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Series - The Fantasy Trip

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Solitaire Adventures

1. Death Test
2. Death Test 2
3. Grail Quest
4. Treasure of the Silver Dragon
5. Security Station
6. Treasure of Unicorn Gold
7. Master of the Amulets
8. Orb Quest

Related Documents

Advertisement

Fantasy Trip Ad (green)
from Dragon #12, page 32. Thanks to Pedro Panhoca for the scan.

Fantasy Trip Ad (orange)
from Dragon #14, page 34. Thanks to Pedro Panhoca for the scan.

Fantasy Trip: Take the Fantasy Trip Ad
from Dragon #37, page 53. Reprinted in Dragon #39, page 63; #41, page 61; #43, page 77; and #45, page 75. Thanks to Pedro Panhoca for the scan.

Fantasy Trip: Treasure of the Silver Dragon Ad #1
from Dragon #40, page 37. Thanks to Pedro Panhoca for the scan.

Fantasy Trip: Treasure of the Silver Dragon Ad #2
from Dragon #42, page 17. Thanks to Pedro Panhoca for the scan.

Fantasy Trip: Wizardry Ad
from Dragon #47, page 55. Thanks to Pedro Panhoca for the scan.

Metagaming: Micro Subscriptions Ad (green)
from Dragon #24, page 48. Thanks to Pedro Panhoca for the scan.

Metagaming: Micro Subscriptions Ad (white)
from Dragon #22, page 56. Reprinted in Dragon #32, page 46. Thanks to Pedro Panhoca for the scan.

Metagaming: Science Fiction Games Ad
from Dragon #18, page 34. Thanks to Pedro Panhoca for the scan.

Treasure of Unicorn Gold Ad
from Sorcerer's Apprentice #12, page 4

Bibliography of Items About "The Fantasy Trip"

Articles

You Against the System: The SF Expansion and Solitaire Gaming

Mini-Adventures

Oldcastle Inn
Troll's Lair
Turkeyquest
Vagabond Thief

User Comments

The Fantasy Trip was an "evolution" of Metagaming's Melee and Wizard, both of which were authored by Steve Jackson.

Melee was a set of rules for gaming out hand-to-hand combat. They were very simple, very clean and very tactical; fights were played out on a hex-map and players had to be conscious of the "facing" of their characters lest someone sneak in a shot at their back.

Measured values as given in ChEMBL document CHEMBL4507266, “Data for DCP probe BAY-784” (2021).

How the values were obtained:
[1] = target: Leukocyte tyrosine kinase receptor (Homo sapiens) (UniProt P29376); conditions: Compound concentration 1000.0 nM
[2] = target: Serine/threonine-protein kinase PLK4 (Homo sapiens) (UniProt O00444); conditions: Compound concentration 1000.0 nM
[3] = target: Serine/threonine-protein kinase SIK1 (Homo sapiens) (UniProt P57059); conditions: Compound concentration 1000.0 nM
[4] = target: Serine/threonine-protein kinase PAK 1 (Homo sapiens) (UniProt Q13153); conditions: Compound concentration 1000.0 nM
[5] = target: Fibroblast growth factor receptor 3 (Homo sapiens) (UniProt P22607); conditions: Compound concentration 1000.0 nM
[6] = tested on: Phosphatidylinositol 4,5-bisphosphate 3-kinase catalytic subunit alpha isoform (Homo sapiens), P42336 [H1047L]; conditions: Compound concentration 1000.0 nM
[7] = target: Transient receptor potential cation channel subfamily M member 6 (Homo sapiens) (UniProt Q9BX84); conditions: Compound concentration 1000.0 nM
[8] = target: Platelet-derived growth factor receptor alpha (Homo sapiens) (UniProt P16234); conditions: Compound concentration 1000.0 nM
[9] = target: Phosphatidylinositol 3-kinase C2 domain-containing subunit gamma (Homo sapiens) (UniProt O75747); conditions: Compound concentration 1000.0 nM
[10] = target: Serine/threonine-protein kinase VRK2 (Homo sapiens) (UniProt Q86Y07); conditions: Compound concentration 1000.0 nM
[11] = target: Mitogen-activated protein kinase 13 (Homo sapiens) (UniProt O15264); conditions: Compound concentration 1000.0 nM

Wizard was a stand-alone game which grafted easily with Melee, providing rules on how to create magic using characters which could then be used in fights against each other. Like Melee, the rules were simple, clean and tactical.

Character generation was extremely simple, which was a good thing since these were basically man-to-man combat wargames rather than full fledged role-playing systems. The Fantasy Trip merged these two games together and provided extra rules to develop them from pseudo-RPG wargames to a full-fledged RPG.

A series of solitaire adventures were published for Melee/Wizard/The Fantasy Trip. You didn't really need the rules for The Fantasy Trip to play, just Melee or Melee and Wizard were called for, since the RPG was subsumed by the paragraph system used in the solitaire adventures. Since they were for pseudo-RPG wargames, the adventures emphasized a lot of combat although at least one (Grail Quest), strived to capture the "feel" of its setting (King Arthur's England) and make the game more than just hack 'n slash.

For a time, The Fantasy Trip stood as a solid contender against the powerhouse that was TSR's Advanced Dungeons & Dragons. However, all that came to an end with the untimely demise of Metagaming. Despite the fact that the system is out of print, there remain some gaming groups who continue to use the rules for their campaigns because of the clear, concise and logical way in which they were written, as well as for the more tactical nature of combat compared to other more abstract systems.

--castiglione

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